The Early Warning Signs of Termite Activity

Termite season in New York may peak in the spring, but these destructive pests are a year-round concern for homeowners, destroying wood 24 hours of the day, 365 days of the year. Unfortunately, if your home does end up with termite activity, damages are typically not covered by homeowners’ insurance. For this reason, early identification of termite activity is key to protecting your home and your wallet.

Signs of Subterranean Termites

In New York, the subterranean termite is the species you are most likely to deal with. Subterranean termites live underground, building tubes out of mud which they use to travel to wooden structures such as baseboards, desks, floor joists, and other components within a home’s structure. Once there, subterranean termites feed on the cellulose in the wood, quickly wreaking havoc on the affected areas and potentially causing major structural damage.

With this basic understanding of subterranean termites’ behavior under your belt, here are some signs to look for:

Visible Termites

We’ll start with the most obvious warning sign of termite activity: noticeable termites! Subterranean termites are usually anywhere from a creamy shade of white to a dark brown or black color. They’re around ⅛ inch long and have six legs, as well as a set of antennae on their oval-shaped bodies.

Keep in mind that termites are often mistaken for ants, especially during the spring swarming season. If you see white, ant-like insects anywhere near your home, it’s likely you have termite activity present. You may even only see part of termites! Be on the lookout for shed insect wings, too, which can be another visual indicator of termite activity.

Unexpectedly Damaged Paint or Wallpaper

Is there a spot or two on your walls that’s looking a little…off? Maybe the wallpaper suddenly looks like it’s bubbling underneath or even peeling or becoming discolored. Subterranean termites are known to create damage inside a home that may first appear in these ways. It’s also possible you’ll notice new cracks or holes in your baseboards, sinking ceilings, or even dipping floors.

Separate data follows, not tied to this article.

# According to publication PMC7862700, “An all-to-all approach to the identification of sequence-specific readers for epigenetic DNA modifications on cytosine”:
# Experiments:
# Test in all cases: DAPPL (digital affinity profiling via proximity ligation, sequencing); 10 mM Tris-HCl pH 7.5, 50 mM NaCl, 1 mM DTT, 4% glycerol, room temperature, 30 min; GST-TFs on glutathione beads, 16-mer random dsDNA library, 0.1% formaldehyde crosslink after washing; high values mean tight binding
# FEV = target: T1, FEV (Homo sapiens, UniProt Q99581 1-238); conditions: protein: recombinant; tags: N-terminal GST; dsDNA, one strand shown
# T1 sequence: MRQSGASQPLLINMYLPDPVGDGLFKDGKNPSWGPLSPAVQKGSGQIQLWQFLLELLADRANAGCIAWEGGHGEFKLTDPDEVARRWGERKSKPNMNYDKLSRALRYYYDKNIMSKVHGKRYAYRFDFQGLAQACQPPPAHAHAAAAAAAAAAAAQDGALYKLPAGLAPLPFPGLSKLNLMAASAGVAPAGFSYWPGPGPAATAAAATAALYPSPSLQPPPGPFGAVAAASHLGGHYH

Termite droppings, known as frass, are another early sign of termite activity to watch for. You’re most likely to see it accumulating underneath door and/or window frames or along the baseboards of your home. The coloring and overall appearance of frass will vary based on what the termites have been feeding on, so the darker the wood, the darker the frass.

Mud Tubes

As mentioned earlier, subterranean termites build mud tubes from underground which lead them to their food sources in your home. These easily identifiable tubes are made up of soil, wood, and saliva. You will likely see them in a few key areas: along basement walls, under porches, in your home’s sills, joists, subfloors, or window frames.
Stuck Doors and/or Windows
Doors and windows can get stuck for a number of reasons over time, but if this happens in your house, it’s worth considering that you may have termite activity.

Termites frequently target doors and windows with exposed, easily accessible wood. As they begin to feed on the cellulose in the wood, you may experience doors and windows that are more difficult to open or shut all of the sudden.

Protect Your New York Home From Termites

While early detection is key to preventing severe termite damage, the most effective way to protect your home and prevent unwanted repair costs is to have a proactive termite control plan in place like the leading brand in termite protection, the Sentricon Termite Elimination System.

With the Sentricon termite treatment system in place, stations are placed in the ground around the perimeter of your home. Inside these stations is bait with the same ingredient found in wood that termites feed on: cellulose. When termites enter the stations, the bait is readily available, and they’ll actively feed on it instead of the wooden structures in your home (they actually prefer the bait)!

To ensure your home is protected from termites year-round, call 1-800-244-PEST. We’ll knock ‘em out!

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